Nursing in the 21st century – A changing profession

Nursing has changed a great deal over its lengthy history, from palliative care and minor wound treatments at the very start of the Common Era to the development of hospitals, professional training, and the use of advanced medical technology in patient care. Never has it changed more rapidly, however, than in the 21st century. Today’s nurses must be more adaptable than ever and are required to continually enhance their learning. This article looks at how continual innovation is creating a nursing environment like nothing ever seen before and how nurses themselves, both individually and collectively, are rising to meet the challenge.

Further professionalization

In light of the way it is conducted today, it’s strange to look back and realize that nursing has only been a recognized profession for about 170 years. This means that, compared with many other professions, it’s still in the early stages of developing its infrastructure. This is an ongoing process which is likely to be further affected by the demands on nurses created by emerging technologies.

The most significant year for 21st-century nursing in this regard was 2004 when the American Association of Colleges of Nursing (AACN) issued a recommendation that every nurse engaged in advanced practice should have a Doctorate of Nursing Practice, expanding on previous efforts to replace recognized experience with more formal credentials. Some of these credentials were deemed more of a hindrance than a help, however, and in the same year, the Nursing License Compact was launched, making it easier for nurses to move between states without having to be issued new licenses, which essentially just confirm that they have previously accredited skills. More and more states signed up for the arrangement, which currently covers 33 states.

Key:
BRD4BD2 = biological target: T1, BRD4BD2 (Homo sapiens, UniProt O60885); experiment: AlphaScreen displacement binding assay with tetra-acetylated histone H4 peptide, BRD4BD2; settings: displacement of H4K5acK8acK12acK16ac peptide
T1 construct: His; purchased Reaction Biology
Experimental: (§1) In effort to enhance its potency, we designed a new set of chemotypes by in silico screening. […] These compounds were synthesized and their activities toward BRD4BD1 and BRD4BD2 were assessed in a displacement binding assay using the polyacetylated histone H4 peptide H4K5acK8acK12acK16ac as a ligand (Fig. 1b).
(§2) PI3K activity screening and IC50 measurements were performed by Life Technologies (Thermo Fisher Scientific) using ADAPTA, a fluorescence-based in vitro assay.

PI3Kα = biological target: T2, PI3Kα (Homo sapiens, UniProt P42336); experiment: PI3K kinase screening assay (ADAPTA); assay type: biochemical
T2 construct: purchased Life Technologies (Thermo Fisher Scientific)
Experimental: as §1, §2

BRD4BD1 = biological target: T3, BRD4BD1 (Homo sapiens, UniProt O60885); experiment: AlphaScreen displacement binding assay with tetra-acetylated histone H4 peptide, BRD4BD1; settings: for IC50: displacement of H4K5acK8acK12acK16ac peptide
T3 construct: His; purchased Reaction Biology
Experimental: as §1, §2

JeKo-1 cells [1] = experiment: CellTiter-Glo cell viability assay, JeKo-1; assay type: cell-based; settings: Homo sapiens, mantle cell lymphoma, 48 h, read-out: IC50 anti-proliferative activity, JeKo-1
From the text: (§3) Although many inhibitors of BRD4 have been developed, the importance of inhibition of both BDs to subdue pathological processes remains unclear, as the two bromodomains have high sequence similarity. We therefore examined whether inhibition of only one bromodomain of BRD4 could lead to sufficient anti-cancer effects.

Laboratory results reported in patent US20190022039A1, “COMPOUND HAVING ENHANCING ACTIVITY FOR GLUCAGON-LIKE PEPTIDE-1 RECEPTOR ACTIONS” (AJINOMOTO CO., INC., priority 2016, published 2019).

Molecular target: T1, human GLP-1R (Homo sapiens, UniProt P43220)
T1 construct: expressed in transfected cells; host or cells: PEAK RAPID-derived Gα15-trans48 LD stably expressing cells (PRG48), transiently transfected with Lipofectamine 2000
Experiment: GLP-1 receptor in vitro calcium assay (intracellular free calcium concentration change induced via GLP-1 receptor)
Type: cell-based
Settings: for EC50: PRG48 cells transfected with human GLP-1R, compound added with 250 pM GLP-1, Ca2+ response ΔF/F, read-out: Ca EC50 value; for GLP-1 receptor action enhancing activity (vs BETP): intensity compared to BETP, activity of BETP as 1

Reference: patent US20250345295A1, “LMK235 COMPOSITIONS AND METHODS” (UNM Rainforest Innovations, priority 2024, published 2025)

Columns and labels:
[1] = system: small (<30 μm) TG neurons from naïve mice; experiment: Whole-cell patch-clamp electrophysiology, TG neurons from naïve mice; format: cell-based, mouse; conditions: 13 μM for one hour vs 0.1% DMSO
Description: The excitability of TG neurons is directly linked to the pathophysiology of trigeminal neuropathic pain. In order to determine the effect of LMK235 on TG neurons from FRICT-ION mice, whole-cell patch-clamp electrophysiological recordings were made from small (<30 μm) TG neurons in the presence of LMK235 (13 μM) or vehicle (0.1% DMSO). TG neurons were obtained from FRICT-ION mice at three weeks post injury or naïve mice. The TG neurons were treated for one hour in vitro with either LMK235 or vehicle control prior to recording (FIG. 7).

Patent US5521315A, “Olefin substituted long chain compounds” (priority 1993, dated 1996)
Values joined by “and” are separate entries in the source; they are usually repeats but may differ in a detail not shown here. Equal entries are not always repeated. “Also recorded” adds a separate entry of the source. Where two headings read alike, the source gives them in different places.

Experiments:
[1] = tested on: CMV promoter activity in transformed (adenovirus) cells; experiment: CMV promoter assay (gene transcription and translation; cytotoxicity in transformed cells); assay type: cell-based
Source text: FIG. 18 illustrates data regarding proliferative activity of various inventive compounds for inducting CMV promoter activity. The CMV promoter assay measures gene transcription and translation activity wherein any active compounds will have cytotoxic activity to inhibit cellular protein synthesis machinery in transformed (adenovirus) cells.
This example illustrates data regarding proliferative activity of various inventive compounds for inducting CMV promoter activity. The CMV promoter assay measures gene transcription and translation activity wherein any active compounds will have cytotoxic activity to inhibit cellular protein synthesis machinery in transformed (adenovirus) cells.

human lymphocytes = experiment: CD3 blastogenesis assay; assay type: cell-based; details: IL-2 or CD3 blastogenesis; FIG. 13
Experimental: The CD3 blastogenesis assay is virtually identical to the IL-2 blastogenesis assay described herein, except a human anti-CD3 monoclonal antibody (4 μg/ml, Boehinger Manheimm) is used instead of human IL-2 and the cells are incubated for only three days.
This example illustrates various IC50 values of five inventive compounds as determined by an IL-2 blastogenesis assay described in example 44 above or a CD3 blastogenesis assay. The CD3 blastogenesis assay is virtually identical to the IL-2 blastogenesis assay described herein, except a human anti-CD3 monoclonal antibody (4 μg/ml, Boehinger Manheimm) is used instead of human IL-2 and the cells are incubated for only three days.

Changing duties

Part of the reason for the big focus on formal qualifications and standardization is that today’s nurses need a much wider range of skills than their predecessors. This century, their role has extended to carrying out physical examinations and health assessments, making referrals to medical specialists, and ordering and interpreting diagnostic tests and other lab tests, such as those required for the monitoring and management of chronic conditions. This has been driven partly by a desire to improve efficiency within clinical environments and partly by an increase in respect for nurses’ professional status, but also by the fact that the increased use of health information technologies (HIT), especially electronic health records, makes it much easier for multiple people to be involved in making decisions about treatment without compromising safety.

Where IT skills were once considered a specialty, it’s now essential for every nurse to have them and to have the flexibility to adapt to frequent system updates. While this means increased pressure in some ways, overall, it makes the job easier because it has massively simplified ward management and reduced delays in practically every area.

Changing healthcare challenges